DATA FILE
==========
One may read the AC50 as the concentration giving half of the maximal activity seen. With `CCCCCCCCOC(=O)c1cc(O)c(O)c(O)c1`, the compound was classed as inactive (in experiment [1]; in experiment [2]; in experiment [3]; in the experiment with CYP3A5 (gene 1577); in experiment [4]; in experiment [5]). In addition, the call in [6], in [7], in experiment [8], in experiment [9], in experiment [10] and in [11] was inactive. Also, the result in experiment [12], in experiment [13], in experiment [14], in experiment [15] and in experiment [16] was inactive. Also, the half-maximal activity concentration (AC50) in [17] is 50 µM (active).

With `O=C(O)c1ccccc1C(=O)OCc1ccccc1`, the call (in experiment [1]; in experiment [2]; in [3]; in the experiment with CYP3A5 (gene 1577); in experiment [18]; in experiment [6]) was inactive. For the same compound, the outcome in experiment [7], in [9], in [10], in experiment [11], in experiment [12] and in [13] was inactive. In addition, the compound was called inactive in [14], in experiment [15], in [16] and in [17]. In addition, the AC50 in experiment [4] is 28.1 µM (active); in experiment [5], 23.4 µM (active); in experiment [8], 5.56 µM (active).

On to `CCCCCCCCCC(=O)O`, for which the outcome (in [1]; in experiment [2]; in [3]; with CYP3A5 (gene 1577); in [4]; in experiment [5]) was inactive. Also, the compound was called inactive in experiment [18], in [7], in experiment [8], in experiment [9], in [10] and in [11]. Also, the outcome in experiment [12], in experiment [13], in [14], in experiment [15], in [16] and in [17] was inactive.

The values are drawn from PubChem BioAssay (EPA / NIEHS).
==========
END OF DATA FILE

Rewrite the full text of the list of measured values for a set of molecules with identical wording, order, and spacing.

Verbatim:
One may read the AC50 as the concentration giving half of the maximal activity seen. With `CCCCCCCCOC(=O)c1cc(O)c(O)c(O)c1`, the compound was classed as inactive (in experiment [1]; in experiment [2]; in experiment [3]; in the experiment with CYP3A5 (gene 1577); in experiment [4]; in experiment [5]). In addition, the call in [6], in [7], in experiment [8], in experiment [9], in experiment [10] and in [11] was inactive. Also, the result in experiment [12], in experiment [13], in experiment [14], in experiment [15] and in experiment [16] was inactive. Also, the half-maximal activity concentration (AC50) in [17] is 50 µM (active).

With `O=C(O)c1ccccc1C(=O)OCc1ccccc1`, the call (in experiment [1]; in experiment [2]; in [3]; in the experiment with CYP3A5 (gene 1577); in experiment [18]; in experiment [6]) was inactive. For the same compound, the outcome in experiment [7], in [9], in [10], in experiment [11], in experiment [12] and in [13] was inactive. In addition, the compound was called inactive in [14], in experiment [15], in [16] and in [17]. In addition, the AC50 in experiment [4] is 28.1 µM (active); in experiment [5], 23.4 µM (active); in experiment [8], 5.56 µM (active).

On to `CCCCCCCCCC(=O)O`, for which the outcome (in [1]; in experiment [2]; in [3]; with CYP3A5 (gene 1577); in [4]; in experiment [5]) was inactive. Also, the compound was called inactive in experiment [18], in [7], in experiment [8], in experiment [9], in [10] and in [11]. Also, the outcome in experiment [12], in experiment [13], in [14], in experiment [15], in [16] and in [17] was inactive.

The values are drawn from PubChem BioAssay (EPA / NIEHS).